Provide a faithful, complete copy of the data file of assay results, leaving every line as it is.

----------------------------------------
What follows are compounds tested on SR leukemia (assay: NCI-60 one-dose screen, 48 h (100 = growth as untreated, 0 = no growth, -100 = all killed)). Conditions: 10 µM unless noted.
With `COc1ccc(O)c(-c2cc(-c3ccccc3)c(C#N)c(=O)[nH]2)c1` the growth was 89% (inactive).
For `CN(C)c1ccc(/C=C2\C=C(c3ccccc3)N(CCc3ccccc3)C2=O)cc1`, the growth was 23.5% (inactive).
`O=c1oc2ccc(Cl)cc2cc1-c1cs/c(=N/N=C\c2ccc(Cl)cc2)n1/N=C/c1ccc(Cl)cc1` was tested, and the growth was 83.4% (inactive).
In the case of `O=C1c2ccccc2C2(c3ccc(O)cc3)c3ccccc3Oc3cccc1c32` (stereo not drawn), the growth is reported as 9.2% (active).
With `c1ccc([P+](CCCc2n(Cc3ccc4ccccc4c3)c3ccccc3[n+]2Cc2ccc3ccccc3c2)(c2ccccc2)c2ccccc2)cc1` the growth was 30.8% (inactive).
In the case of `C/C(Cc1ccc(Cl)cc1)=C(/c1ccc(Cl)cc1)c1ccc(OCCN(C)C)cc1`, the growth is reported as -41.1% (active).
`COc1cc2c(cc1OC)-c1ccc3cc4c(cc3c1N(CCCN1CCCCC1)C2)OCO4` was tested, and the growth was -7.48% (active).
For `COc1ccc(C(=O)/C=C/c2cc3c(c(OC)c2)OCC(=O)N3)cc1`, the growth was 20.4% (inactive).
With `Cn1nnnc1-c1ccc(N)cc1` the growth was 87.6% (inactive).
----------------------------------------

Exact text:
What follows are compounds tested on SR leukemia (assay: NCI-60 one-dose screen, 48 h (100 = growth as untreated, 0 = no growth, -100 = all killed)). Conditions: 10 µM unless noted.
With `COc1ccc(O)c(-c2cc(-c3ccccc3)c(C#N)c(=O)[nH]2)c1` the growth was 89% (inactive).
For `CN(C)c1ccc(/C=C2\C=C(c3ccccc3)N(CCc3ccccc3)C2=O)cc1`, the growth was 23.5% (inactive).
`O=c1oc2ccc(Cl)cc2cc1-c1cs/c(=N/N=C\c2ccc(Cl)cc2)n1/N=C/c1ccc(Cl)cc1` was tested, and the growth was 83.4% (inactive).
In the case of `O=C1c2ccccc2C2(c3ccc(O)cc3)c3ccccc3Oc3cccc1c32` (stereo not drawn), the growth is reported as 9.2% (active).
With `c1ccc([P+](CCCc2n(Cc3ccc4ccccc4c3)c3ccccc3[n+]2Cc2ccc3ccccc3c2)(c2ccccc2)c2ccccc2)cc1` the growth was 30.8% (inactive).
In the case of `C/C(Cc1ccc(Cl)cc1)=C(/c1ccc(Cl)cc1)c1ccc(OCCN(C)C)cc1`, the growth is reported as -41.1% (active).
`COc1cc2c(cc1OC)-c1ccc3cc4c(cc3c1N(CCCN1CCCCC1)C2)OCO4` was tested, and the growth was -7.48% (active).
For `COc1ccc(C(=O)/C=C/c2cc3c(c(OC)c2)OCC(=O)N3)cc1`, the growth was 20.4% (inactive).
With `Cn1nnnc1-c1ccc(N)cc1` the growth was 87.6% (inactive).